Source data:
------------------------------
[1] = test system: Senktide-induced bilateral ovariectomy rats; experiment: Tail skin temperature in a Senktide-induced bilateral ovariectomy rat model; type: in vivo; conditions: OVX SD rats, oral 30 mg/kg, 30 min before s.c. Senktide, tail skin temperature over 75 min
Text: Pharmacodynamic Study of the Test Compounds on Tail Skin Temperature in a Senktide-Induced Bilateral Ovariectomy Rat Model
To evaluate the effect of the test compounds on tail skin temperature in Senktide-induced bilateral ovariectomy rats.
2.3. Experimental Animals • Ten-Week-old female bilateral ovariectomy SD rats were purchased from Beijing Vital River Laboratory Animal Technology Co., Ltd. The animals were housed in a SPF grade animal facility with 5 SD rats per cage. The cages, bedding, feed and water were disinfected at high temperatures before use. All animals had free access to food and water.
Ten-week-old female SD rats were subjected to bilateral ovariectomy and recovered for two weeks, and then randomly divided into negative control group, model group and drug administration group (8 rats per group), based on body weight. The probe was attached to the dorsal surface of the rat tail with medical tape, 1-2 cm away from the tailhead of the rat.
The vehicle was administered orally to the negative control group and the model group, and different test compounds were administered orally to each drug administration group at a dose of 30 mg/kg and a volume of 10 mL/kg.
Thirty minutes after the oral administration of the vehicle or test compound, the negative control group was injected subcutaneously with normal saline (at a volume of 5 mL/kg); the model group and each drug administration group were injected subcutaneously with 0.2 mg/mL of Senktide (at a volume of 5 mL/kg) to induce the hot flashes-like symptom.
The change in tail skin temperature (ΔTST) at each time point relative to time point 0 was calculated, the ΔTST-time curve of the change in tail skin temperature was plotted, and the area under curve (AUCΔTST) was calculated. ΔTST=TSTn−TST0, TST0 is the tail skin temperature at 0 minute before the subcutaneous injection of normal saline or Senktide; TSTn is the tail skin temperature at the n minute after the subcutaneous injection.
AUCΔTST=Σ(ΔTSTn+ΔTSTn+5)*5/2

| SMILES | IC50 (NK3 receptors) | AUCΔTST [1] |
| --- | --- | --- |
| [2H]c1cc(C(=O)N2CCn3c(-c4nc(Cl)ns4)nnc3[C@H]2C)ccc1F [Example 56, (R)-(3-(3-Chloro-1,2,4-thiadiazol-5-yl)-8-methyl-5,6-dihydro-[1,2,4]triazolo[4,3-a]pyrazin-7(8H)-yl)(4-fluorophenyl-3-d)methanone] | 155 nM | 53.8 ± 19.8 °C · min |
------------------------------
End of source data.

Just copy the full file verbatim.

[1] = test system: Senktide-induced bilateral ovariectomy rats; experiment: Tail skin temperature in a Senktide-induced bilateral ovariectomy rat model; type: in vivo; conditions: OVX SD rats, oral 30 mg/kg, 30 min before s.c. Senktide, tail skin temperature over 75 min
Text: Pharmacodynamic Study of the Test Compounds on Tail Skin Temperature in a Senktide-Induced Bilateral Ovariectomy Rat Model
To evaluate the effect of the test compounds on tail skin temperature in Senktide-induced bilateral ovariectomy rats.
2.3. Experimental Animals • Ten-Week-old female bilateral ovariectomy SD rats were purchased from Beijing Vital River Laboratory Animal Technology Co., Ltd. The animals were housed in a SPF grade animal facility with 5 SD rats per cage. The cages, bedding, feed and water were disinfected at high temperatures before use. All animals had free access to food and water.
Ten-week-old female SD rats were subjected to bilateral ovariectomy and recovered for two weeks, and then randomly divided into negative control group, model group and drug administration group (8 rats per group), based on body weight. The probe was attached to the dorsal surface of the rat tail with medical tape, 1-2 cm away from the tailhead of the rat.
The vehicle was administered orally to the negative control group and the model group, and different test compounds were administered orally to each drug administration group at a dose of 30 mg/kg and a volume of 10 mL/kg.
Thirty minutes after the oral administration of the vehicle or test compound, the negative control group was injected subcutaneously with normal saline (at a volume of 5 mL/kg); the model group and each drug administration group were injected subcutaneously with 0.2 mg/mL of Senktide (at a volume of 5 mL/kg) to induce the hot flashes-like symptom.
The change in tail skin temperature (ΔTST) at each time point relative to time point 0 was calculated, the ΔTST-time curve of the change in tail skin temperature was plotted, and the area under curve (AUCΔTST) was calculated. ΔTST=TSTn−TST0, TST0 is the tail skin temperature at 0 minute before the subcutaneous injection of normal saline or Senktide; TSTn is the tail skin temperature at the n minute after the subcutaneous injection.
AUCΔTST=Σ(ΔTSTn+ΔTSTn+5)*5/2

| SMILES | IC50 (NK3 receptors) | AUCΔTST [1] |
| --- | --- | --- |
| [2H]c1cc(C(=O)N2CCn3c(-c4nc(Cl)ns4)nnc3[C@H]2C)ccc1F [Example 56, (R)-(3-(3-Chloro-1,2,4-thiadiazol-5-yl)-8-methyl-5,6-dihydro-[1,2,4]triazolo[4,3-a]pyrazin-7(8H)-yl)(4-fluorophenyl-3-d)methanone] | 155 nM | 53.8 ± 19.8 °C · min |